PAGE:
Fordham University Visit

This week I visited Fordham University in the Bronx, where I toured the campus and spoke with the admissions office. Here are some takeaways from my visit:

· Students in most majors can study either on the Bronx or Manhattan campus.

· Fordham offers a 6-year BA-JD, a 5-year BA-MBA, as well as a 3-2 engineering program with Columbia and Case Western.

· Advanced music students can take music classes at Julliard’s evening division, and Fordham offers a BFA for dancers in tandem with The Ailey School.

· Premeds attend a first-year course that features guest talks from medical school admission officers, and students can complete medical research through partnerships with the Albert Einstein College of Medicine and Montefiore Health System.

· Students complete internships with 3500 partner organizations.

· As a Jesuit campus, Fordham has a social justice and public service focus. Their local, national and global social justice programs include nonprofit internships, volunteer positions, classes and community engagement projects. Students complete over one million service hours every year.

University Church, which presides over the gothic Queen’s Court residential college: a tight knit
community of 150 students interested in the humanities living and learning together. 

Sarah Lawrence College Visit

I recently visited Sarah Lawrence College in Yonkers, New York. Here are some takeaways from my visit:

  • The admit rate is 66% for early decision and 55% overall.
  • With most students living on campus, there is an active campus community filled with performing arts events and club activities. NYC is accessible via a college shuttle and the nearby Bronxville train station (a 35-minute ride to Grand Central), but the typical student only goes to the city once a month and otherwise partakes of social/recreational opportunities on campus. There are many fun activities that pop up regularly on campus. Students also often head into Bronxville (an upscale, small Westchester town) or hang out at the nearby Cross Country Shopping Mall (which includes a popular movie theater), accessible by campus shuttle. Students speak with infectious energy about their unique studies and class projects. 
  • The campus is located within a wealthy suburban section of Westchester, NY. It is not overly large, and students tend to get around on foot. Students live either in dorms or residential “houses” that dot the campus environs. There have been recent upgrades to the campus, including the new “Barbara Walters” campus center—an elegant, modern student center with a dining hall and café. Given the arts focus of many students here, there are no fewer than six different theater spaces on campus and over ten theater productions per year. There is a “learn where you live” philosophy on campus, so many dorms have active classrooms in them. There are two campus shuttles that can shepherd students from the dorms to the sports center, campus center, and other campus locations. The Heim Gold Visual Performing Arts Center offers studio spaces, a film department, a sculpture studio, dark rooms and a sound stage.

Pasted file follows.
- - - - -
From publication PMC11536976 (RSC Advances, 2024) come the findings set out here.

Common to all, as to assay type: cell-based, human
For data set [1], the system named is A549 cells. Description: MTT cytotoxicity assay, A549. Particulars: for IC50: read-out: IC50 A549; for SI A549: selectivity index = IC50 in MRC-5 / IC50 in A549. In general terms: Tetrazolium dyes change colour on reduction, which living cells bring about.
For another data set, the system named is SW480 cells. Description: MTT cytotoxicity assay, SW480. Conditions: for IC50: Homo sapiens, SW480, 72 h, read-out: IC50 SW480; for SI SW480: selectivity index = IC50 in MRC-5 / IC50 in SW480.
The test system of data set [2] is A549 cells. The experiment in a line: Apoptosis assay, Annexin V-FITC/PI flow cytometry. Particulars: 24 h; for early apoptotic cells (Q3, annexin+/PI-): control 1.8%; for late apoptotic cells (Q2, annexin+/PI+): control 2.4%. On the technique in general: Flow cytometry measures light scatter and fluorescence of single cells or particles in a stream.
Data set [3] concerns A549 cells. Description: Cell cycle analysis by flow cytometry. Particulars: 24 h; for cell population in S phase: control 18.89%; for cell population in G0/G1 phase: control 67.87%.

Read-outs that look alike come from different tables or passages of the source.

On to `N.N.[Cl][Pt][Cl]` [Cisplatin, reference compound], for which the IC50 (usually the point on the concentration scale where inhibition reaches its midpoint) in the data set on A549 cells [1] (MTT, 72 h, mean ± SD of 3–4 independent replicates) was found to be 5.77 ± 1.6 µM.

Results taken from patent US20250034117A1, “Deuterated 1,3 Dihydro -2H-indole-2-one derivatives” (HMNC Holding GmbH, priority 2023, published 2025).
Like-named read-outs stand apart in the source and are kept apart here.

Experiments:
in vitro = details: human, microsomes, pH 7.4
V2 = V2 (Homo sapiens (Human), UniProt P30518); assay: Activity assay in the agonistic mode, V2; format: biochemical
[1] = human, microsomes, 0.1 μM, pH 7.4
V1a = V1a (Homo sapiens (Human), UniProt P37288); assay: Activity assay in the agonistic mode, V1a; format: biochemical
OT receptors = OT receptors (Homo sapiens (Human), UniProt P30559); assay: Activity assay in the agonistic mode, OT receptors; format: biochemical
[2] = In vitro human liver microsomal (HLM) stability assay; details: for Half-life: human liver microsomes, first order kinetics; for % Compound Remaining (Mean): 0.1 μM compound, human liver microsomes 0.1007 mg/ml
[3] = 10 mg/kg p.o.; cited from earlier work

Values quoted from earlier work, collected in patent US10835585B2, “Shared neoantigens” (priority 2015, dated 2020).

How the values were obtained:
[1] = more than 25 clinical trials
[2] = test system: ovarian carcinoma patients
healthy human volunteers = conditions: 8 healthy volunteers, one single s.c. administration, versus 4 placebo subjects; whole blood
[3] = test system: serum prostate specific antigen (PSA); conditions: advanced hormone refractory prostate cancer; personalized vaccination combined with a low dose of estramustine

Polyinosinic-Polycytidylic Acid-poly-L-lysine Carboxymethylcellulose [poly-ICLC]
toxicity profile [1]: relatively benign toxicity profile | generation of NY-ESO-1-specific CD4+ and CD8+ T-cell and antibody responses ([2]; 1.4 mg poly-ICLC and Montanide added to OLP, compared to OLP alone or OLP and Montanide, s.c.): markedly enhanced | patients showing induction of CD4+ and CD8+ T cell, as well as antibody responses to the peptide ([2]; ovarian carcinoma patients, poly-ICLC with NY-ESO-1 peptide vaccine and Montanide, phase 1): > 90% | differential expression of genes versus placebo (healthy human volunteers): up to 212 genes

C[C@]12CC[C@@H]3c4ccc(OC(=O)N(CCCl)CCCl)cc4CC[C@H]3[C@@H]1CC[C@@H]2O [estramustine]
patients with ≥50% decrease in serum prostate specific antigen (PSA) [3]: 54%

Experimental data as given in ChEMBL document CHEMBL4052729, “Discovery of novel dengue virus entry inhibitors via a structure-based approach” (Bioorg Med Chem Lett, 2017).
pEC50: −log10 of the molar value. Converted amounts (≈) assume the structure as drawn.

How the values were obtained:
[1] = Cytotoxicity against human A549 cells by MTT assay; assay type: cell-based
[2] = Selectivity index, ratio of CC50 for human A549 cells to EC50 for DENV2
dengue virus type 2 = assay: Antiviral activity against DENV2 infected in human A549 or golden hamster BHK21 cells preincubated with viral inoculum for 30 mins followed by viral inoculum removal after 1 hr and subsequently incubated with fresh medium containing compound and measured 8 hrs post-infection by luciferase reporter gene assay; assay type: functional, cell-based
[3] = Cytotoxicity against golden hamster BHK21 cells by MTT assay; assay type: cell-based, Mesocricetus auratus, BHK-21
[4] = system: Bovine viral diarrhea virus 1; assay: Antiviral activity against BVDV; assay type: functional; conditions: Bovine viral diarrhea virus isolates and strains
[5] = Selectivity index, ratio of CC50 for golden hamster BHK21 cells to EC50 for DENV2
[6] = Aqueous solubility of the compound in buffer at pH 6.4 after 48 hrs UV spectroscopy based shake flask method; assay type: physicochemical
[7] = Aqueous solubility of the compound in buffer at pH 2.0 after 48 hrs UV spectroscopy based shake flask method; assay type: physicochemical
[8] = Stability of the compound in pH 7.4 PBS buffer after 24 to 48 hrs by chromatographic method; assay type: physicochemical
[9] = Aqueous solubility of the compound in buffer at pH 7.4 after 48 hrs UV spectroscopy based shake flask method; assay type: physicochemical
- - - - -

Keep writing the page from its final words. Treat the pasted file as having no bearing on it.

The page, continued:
• Sarah Lawrence provides small classes, highly supportive faculty, and wide curricular freedom for passionate, hard-working, and often alternative-minded students. The school is situated in a safe, attractive and upscale suburban community, but is also very near to NYC. Academically driven students who are self-directed, interested in interdisciplinary work, and looking for close relationships with supportive faculty should consider applying. Students with a particular interest in the arts and finding a creative campus community might also consider applying. While the student body is very liberal and inclusive and the college makes notable efforts to support the interests of diverse students, the campus generally lacks the racial and socio-economic diversity found at some other schools. 
Inside the new Barbara Walters Campus Center at Sarah Lawrence College.

Yale University Visit

This week I visited Yale University in New Haven, Connecticut, where I toured the campus and spoke with the Assistant Director of Admissions about the latest trends in admissions. Here are a few of the recent happenings there I learned about:

  • Of the 2,234 students admitted this year, 800 were admitted early. The early acceptance rate was nearly 11%, whereas the regular decision acceptance rate was 3.36%.
  • The new Jackson School for Global Affairs will be opening this fall (2022) and plans to offer a selective, interdisciplinary major for which undergraduates may apply sophomore year. Global Affairs majors will learn to apply social science tools to global challenges and complete a public policy project as seniors on behalf of a real client.
  • Yale now offers two skills-based, pre-professional “certificates” to undergraduates, one in Programming and one in Data Science. Each certificate requires five courses to complete.
  • The student union, having undergone years of renovation and expansion, has reopened as the Schwarzman Center. It also houses The Good Life Center, run by Yale positive psychology professor Laurie Santos. The center offers programs and resources to help students build physical, mental, emotional and social wellness.
Yale alumnus Nathan Hale stands outside his dorm room at Connecticut Hall.